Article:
The Financial Times does a complex ranking list of business schools every year. They do some research, send plenty of questionnaires to graduated students, and talk to faculty members. They also check up on the details randomly, etc.
The school I got my Executive MBA degree from; Helsinki School of Economics, has scored its highest ranking yet: 67, globally. They were 77 last year, and 80 a year before that. Good progress and pace. HSE used to be the only Finnish business school with a full international accreditation; which means that it is the only one certified for its academic quality and content. Nowdays the Hanken School of Economics (a swedish language school) has earned an accreditation as well (but only for their EMBA programme, not for other stuff). Number 1 in FT's ranking was Columbia/London Business School, the full list is here.
Some interesting remarks from the list:
- HSE graduated executives seem to earn over 27,000 USD more annually (in average) than their colleagues from Stockholm School of Economics. Why do the Swedes get paid less? Also Stockholm's rank in 2006 was number 38, and they have now dropped to 50, are they not doing that well?
- Kellogg's business school in Hong Kong boasts a bloated salary of 345,159 USD annually, which is a few hundred thousand more than the Finns or the Swedes ;-) and this is average salary so somebody in the upper median is earning millions there.
- Graduates from the IE Business School in Spain have had their salary increased by 157% in average after graduating. Impressive. Not so impressive for Brazil's FIA - Fundação Instituto de Administração, whose students only see a 12% increase. is Brazil's job market for qualified executives really that non-lucrative? Or could it be that their average salary (at 220,589 USD) is already as high as it can get?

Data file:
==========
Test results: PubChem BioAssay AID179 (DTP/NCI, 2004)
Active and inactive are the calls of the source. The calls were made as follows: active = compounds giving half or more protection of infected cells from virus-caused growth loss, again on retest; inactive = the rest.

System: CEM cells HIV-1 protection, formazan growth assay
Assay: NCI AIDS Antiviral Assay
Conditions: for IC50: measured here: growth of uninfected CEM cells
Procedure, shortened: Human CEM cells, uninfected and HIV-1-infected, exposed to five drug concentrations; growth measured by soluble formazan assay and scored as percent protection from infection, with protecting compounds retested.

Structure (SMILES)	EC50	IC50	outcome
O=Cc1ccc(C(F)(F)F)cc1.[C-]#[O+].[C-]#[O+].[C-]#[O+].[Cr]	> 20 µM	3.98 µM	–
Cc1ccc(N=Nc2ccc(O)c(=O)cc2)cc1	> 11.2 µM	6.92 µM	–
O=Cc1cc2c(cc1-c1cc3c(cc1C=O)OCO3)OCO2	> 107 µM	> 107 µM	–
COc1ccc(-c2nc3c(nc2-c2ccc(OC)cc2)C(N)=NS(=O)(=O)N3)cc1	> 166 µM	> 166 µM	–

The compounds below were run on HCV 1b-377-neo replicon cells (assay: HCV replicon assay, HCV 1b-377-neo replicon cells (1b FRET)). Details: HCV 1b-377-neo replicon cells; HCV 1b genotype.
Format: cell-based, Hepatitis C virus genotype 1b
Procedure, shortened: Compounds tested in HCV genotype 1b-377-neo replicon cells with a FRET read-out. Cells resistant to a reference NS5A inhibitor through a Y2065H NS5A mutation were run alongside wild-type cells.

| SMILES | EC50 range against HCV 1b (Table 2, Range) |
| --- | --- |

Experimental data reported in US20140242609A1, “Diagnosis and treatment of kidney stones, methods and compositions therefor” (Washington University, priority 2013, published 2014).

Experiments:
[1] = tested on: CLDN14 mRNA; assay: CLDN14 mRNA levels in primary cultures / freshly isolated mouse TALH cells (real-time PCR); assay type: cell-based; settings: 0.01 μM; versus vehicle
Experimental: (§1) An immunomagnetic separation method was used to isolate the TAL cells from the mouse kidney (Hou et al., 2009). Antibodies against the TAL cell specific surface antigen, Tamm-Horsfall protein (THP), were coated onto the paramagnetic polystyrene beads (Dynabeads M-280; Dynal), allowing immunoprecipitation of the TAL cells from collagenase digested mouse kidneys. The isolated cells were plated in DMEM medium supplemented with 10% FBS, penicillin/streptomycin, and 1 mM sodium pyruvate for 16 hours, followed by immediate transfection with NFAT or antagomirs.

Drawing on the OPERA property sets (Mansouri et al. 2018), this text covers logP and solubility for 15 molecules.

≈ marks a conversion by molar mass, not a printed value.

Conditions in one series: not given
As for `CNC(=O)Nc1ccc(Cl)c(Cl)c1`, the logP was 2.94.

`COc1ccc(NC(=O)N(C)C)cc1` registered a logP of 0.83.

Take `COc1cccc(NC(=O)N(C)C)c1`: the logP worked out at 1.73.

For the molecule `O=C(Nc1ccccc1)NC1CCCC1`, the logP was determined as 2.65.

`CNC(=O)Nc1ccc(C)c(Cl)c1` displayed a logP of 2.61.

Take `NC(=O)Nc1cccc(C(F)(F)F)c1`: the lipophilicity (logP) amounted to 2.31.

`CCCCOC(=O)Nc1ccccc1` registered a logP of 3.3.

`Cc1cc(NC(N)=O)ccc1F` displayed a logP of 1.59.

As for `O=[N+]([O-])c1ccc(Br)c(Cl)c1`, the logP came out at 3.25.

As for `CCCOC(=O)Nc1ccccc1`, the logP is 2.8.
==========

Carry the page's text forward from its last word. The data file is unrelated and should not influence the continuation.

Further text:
- Almost every graduate from ESCP-EAP European School of Management has had a promotion, where as just a few from Florida International University: Chapman have had it. Weird stuff. Perhaps the later gets very senior people as students, and there's isn't anything left to promote them to? Except that the data should also include employer changes.. hmm
- Wharton wins over the research ladder, where as Ipade in Mexico is at the bottom, with Pepperdine Graziadio from the USA.
Pic: me on my graduation day, receiving my 2 diplomas (one for the EMBA degree, and a second one for graduating first in academic standing).
You have probably been wondering why is this topic relevant to startups?
It is somewhat relevant for two reasons:
1) There's plenty to benefit from a top-notch academic degree even in startups. Strategic thinking and understanding of the "big picture of business" will help you along many steps of the way. Not to mention that these kinds of degrees also teach you leadership and communication skills, and you get to network with other brilliant students.
2) Jason Calacanis has named this time "the startup depression", and one of the best things to do during such a time is to get your degree done, if you haven't already. If things don't look so bright in your startup career: to back to school for a few years and come back with a vengeance when things are looking up again.
There's a downside: good degrees cost money. Mine cost about 40.000 EUR total, and it all came out of my own pocket. Still 40K is less than a typical angel investment; which is asking, is it worth it? almost certainly it is. Go for it.